With regard to DACA, the issue is vastly more complicated. As I’ve noted, the prospects for a DACA deal are by no means clear. As it stands, the differences between what can conceivably pass the Senate, which would basically consist of a bill that extended DACA and provided some funding for Trump’s border wall, and what would pass the House, which would apparently have to include not just border wall funding but also some provisions that have the potential to cut legal immigration by as much as 50% over ten years. The White House’s own proposal, which more than doubles the number of people eligible for the program in exchange for border wall funding and massive changes to the legal immigration system, isn’t even being well received by members of the President’s own party. This means we could get to the March 5th deadline without a solution to the DACA problem.
At that point, the estimated 700,000 people who have benefited from the program since President Obama set it up in 2012 could be subject to deportation. Whether that’s actually the case or not, though, on several factors. For example, the immigration authorities could decide not to prioritize the DACA beneficiaries in favor of concentrating on deportation proceedings against undocumented immigrants with criminal records, which is actually a sane policy. Second, President Trump could decide at the last minute to extend the program for some brief period of time to give Congress more time to work out an immigration deal. Finally, it’s worth remembering that the ruling handed down by a Federal District Court Judge in California placing a nationwide hold on enforcement of the September order from the Justice Department. As long as that injunction remains in place, it’s likely that at the very least the people currently covered by DACA would be safe and would stay in the same legal status they are now.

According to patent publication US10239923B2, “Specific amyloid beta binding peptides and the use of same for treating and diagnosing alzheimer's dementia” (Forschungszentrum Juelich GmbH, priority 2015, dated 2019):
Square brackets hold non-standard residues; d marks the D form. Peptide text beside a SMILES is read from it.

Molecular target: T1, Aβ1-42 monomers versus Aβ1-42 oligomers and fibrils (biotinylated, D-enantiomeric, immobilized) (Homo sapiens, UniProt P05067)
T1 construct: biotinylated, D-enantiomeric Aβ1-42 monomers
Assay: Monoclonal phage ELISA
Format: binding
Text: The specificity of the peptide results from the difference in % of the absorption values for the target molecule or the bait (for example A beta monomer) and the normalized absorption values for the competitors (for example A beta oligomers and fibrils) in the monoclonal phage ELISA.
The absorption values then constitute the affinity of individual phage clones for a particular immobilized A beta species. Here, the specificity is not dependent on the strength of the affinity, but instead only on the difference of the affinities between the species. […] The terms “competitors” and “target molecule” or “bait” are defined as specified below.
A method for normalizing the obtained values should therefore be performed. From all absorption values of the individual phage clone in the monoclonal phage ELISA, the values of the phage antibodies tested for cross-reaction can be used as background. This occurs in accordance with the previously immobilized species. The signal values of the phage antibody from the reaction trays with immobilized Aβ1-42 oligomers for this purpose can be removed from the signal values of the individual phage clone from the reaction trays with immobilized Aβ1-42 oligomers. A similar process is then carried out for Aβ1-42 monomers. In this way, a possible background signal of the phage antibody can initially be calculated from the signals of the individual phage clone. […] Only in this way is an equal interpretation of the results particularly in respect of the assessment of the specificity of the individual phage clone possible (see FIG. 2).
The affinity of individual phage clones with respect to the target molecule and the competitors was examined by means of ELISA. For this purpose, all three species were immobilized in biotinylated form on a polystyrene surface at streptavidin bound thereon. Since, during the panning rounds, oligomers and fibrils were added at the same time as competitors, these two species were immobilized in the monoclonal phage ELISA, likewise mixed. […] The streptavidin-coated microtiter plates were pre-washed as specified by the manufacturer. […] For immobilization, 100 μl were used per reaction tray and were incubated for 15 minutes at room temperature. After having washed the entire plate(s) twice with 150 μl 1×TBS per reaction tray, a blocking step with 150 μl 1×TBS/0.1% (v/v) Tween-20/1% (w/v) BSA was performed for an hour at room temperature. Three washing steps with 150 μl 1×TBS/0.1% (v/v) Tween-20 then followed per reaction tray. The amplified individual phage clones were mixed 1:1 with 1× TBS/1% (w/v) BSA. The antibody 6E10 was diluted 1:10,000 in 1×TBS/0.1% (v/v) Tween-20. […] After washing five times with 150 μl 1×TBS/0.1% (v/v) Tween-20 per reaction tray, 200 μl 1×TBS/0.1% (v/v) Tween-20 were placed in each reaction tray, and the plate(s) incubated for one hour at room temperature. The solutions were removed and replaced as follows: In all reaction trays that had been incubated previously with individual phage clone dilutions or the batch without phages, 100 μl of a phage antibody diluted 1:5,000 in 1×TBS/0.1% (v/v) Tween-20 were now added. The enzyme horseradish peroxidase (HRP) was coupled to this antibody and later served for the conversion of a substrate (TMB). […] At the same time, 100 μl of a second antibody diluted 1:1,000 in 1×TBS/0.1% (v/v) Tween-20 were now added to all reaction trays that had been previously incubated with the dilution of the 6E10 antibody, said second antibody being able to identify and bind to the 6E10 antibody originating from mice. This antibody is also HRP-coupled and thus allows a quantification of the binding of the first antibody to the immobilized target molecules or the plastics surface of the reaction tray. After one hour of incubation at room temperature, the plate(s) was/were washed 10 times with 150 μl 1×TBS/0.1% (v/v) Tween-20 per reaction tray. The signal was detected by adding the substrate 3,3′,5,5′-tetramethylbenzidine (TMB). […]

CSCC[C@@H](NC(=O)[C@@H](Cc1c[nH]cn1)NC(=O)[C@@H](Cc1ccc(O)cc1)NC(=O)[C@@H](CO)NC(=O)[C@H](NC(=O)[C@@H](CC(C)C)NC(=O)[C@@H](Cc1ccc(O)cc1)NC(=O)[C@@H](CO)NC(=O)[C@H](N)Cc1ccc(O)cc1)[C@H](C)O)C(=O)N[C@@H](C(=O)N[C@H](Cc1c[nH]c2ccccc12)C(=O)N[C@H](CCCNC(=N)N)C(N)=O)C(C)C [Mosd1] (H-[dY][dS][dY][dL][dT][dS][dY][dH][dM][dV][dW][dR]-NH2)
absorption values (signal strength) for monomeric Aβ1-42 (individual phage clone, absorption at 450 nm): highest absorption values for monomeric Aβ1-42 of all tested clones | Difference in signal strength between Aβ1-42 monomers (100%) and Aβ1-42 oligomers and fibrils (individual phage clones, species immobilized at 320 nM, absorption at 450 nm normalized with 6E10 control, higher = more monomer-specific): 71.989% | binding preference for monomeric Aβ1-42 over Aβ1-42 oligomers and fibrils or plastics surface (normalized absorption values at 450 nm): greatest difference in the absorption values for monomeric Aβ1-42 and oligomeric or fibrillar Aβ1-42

Complicating all of this is the Congressional calendar over the next month, which doesn’t exactly give Congressmen and Senators a lot of time to act. Congress is out of session for the rest of the week due to the annual Republican retreat, which was marked of course by yesterday’s tragic accident involving the train carrying Republicans and their families to the event. Democrats have their retreat next week. This means that there are only three working days on Capitol Hill between now and the budget deadline on February 8th, and a limited number of working days between now and the DACA and debt ceiling deadlines. Most likely, Congress will find some solution on the fiscal matters, even if it one that simply kicks the can a little further down the road with another Continuing Resolution, but that assumes that Democrats stick to their apparent pledge not to try to use the budget to force a DACA deal. If that happens, we could be in for some turbulence in Washington in the weeks ahead.